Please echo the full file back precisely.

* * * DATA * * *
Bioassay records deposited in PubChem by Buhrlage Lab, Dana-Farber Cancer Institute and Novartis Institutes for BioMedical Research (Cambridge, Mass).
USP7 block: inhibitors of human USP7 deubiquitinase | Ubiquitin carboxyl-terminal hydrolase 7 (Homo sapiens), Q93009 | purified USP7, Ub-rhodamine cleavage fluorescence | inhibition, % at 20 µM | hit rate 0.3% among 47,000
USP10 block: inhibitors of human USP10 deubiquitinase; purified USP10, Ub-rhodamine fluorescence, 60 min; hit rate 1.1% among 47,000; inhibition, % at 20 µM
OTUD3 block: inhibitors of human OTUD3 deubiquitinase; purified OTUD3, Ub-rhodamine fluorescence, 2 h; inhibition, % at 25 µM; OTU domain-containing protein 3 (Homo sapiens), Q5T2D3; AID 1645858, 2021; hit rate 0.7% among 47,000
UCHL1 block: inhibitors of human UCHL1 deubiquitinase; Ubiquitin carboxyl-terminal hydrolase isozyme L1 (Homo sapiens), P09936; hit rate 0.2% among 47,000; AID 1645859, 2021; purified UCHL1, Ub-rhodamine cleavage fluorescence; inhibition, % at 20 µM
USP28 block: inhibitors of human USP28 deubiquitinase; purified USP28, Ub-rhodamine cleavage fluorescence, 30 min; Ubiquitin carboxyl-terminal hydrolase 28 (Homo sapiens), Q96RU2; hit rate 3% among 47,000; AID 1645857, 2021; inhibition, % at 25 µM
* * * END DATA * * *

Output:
Bioassay records deposited in PubChem by Buhrlage Lab, Dana-Farber Cancer Institute and Novartis Institutes for BioMedical Research (Cambridge, Mass).
USP7 block: inhibitors of human USP7 deubiquitinase | Ubiquitin carboxyl-terminal hydrolase 7 (Homo sapiens), Q93009 | purified USP7, Ub-rhodamine cleavage fluorescence | inhibition, % at 20 µM | hit rate 0.3% among 47,000
USP10 block: inhibitors of human USP10 deubiquitinase; purified USP10, Ub-rhodamine fluorescence, 60 min; hit rate 1.1% among 47,000; inhibition, % at 20 µM
OTUD3 block: inhibitors of human OTUD3 deubiquitinase; purified OTUD3, Ub-rhodamine fluorescence, 2 h; inhibition, % at 25 µM; OTU domain-containing protein 3 (Homo sapiens), Q5T2D3; AID 1645858, 2021; hit rate 0.7% among 47,000
UCHL1 block: inhibitors of human UCHL1 deubiquitinase; Ubiquitin carboxyl-terminal hydrolase isozyme L1 (Homo sapiens), P09936; hit rate 0.2% among 47,000; AID 1645859, 2021; purified UCHL1, Ub-rhodamine cleavage fluorescence; inhibition, % at 20 µM
USP28 block: inhibitors of human USP28 deubiquitinase; purified USP28, Ub-rhodamine cleavage fluorescence, 30 min; Ubiquitin carboxyl-terminal hydrolase 28 (Homo sapiens), Q96RU2; hit rate 3% among 47,000; AID 1645857, 2021; inhibition, % at 25 µM